Scenes From Erykah Badu's Thanksgiving Eve Show at The Prophet Bar's Wednesday Night Jam.
It's pretty safe to say that anyone who showed up to The Prophet Bar on the day before Thanksgiving had a lot to be thankful for. The abundance of plastic cups filled with various colorful liquids suggested that people were thankful for alcohol. Crowd-goers who couldn't control said alcohol were probably thankful for altruistic strangers who were willing to help them to their feet. The people of Rexamillion Productions were most likely grateful for the eighth anniversary of the Wednesday Night Jam Session.
Most importantly: People were thankful for Erykah Badu. If not, they wouldn't have shown up in droves for the chance to be graced by her presence.
As such, the venue was packed just short of midnight in anticipation of the headlining act. Despite the high body count, people were calm and patient, vibing to the sounds of old school R&B and hip-hop pumped out by DJ Jay Clipp. The music pandered well to its demographics, as the crowd was comprised mostly of African-Americans in their 30s and 40s, with a few outlying exceptions. It was a night of solidarity, with the sting of the Darren Wilson verdict and its ensuing protests still fresh in people's minds. Although there was mention of the news, its sting could still be felt.
But it didn't make for a somber night. Instead, people were joined together, as if to find some positive light around them in the darkness of the club. Whatever differences and difficulties existed in life on this night were checked temporarily at the door, leaving room for people to just relax and enjoy the music.
Then the band took the stage, keying up their instruments for the arrival of the headliner. The audience roared, showing that there's no greater love an artist can feel than at home. When the cheering was sufficient, Ms. Badu took the stage like an ethereal being in white vestment. If you've ever felt as if listening to her music via the radio or some portable listening device was an experience, then seeing her live can be counted as life-changing. Her powerful vocals were nothing short of album-quality at this show, solidifying every emotion felt by her crowd, which sang along to her lyrics, even in the most intimate of moments.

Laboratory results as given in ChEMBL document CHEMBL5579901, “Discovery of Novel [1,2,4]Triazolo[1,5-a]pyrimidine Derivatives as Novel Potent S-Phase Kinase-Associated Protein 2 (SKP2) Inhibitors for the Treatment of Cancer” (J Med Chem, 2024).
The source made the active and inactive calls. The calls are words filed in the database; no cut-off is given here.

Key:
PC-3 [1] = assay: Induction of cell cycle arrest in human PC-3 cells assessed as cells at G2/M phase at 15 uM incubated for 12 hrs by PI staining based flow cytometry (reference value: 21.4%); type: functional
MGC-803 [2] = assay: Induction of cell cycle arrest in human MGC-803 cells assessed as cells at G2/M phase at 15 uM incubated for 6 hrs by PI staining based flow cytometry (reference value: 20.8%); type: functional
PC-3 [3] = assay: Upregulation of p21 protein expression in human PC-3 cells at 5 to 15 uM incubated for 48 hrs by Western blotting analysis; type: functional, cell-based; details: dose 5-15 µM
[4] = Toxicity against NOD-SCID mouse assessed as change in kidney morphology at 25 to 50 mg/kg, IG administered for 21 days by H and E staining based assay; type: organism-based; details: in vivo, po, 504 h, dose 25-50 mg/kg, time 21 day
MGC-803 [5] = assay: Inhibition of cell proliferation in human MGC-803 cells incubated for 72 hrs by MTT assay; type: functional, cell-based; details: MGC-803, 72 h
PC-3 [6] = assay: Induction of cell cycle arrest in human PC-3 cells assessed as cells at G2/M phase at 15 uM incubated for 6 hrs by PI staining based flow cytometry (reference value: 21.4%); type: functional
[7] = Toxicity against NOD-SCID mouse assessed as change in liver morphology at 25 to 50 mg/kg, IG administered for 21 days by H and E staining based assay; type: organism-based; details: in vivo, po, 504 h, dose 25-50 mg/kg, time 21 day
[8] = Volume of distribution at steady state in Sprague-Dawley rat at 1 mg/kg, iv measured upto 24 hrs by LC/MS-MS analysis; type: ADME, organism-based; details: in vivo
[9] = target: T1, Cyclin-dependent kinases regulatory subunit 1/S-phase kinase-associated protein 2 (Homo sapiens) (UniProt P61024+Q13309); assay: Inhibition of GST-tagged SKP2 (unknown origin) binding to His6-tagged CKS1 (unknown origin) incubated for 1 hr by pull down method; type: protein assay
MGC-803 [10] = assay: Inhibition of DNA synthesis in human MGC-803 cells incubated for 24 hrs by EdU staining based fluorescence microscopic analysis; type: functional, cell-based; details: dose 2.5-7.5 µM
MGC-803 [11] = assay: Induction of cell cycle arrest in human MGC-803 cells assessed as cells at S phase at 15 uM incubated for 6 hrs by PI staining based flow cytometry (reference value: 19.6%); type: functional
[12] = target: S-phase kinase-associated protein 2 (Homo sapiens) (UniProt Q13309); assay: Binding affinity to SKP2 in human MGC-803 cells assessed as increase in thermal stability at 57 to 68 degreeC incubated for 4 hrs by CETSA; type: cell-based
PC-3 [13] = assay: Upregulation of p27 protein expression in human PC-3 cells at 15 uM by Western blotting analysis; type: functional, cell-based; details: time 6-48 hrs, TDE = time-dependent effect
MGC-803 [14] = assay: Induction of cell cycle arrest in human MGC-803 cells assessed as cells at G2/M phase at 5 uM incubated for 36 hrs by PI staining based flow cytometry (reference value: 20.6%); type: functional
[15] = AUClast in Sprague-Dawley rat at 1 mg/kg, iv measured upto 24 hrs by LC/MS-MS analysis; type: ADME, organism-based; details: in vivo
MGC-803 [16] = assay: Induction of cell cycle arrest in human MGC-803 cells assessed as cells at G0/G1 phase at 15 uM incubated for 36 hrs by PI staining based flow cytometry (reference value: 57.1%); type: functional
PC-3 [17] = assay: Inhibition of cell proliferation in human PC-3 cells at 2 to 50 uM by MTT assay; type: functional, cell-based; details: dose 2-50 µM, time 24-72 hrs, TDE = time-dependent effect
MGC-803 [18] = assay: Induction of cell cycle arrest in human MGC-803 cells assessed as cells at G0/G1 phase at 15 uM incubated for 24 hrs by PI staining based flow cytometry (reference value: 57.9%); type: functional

She started of the night with “Out My Mind, Just in Time” from her 2010 release, New Amerykah Part Two (Return of the Ankh), with a chilling rendition of the melancholy song. Each song during the set was belted out with grace and professionalism that showcases the local hero's almost 20 years of professional experience. And, really, there's just something about her aura that fills a room, confirming her status as a goddess among humans, and yet somehow still keeping her musician status at 100. She just has a way of seeming fearless while also coming off as vulnerable and brutally honest — and, remarkably, she manages to have fun throughout it all.
It's these qualities that make her so admirable as an artist, making it easier to evoke a great crowd response. Despite whatever pedestal we tend to put her or other artists on based off of media depictions and hearsay, the mark of a great artist is his or her ability to remain humble and show that musicians, at heart, are just fans themselves. A prime example of this? When Ms. Badu performed bits from Brandy's “I Wanna Be Down.” The moment was slightly surreal for many of the audience members, to quote one bystander: “One of my favorite artists is covering another of my favorite artist's songs!” That sentiment was shared through a communal sing-along, although it was hardly the only one of the night. At just about any point in time, you could hear audience members singing along to their favorite songs as if this show was a gigantic car ride with killer stereo quality. The fact that it was the day before Thanksgiving made the whole experience all the more memorable, as strangers wished each other holiday tidings throughout the night.
There was a sense of community — almost as if people were seeing their “family” prior to seeing their real families later the next day. And the unifying factor across it all was Ms. Badu, who acted as the family matriarch that somehow always makes things right, even if it's just for the moment.
Thank goodness for Ms. Badu.
All photos by Kathy Tran.
All photos by Kathy Tran.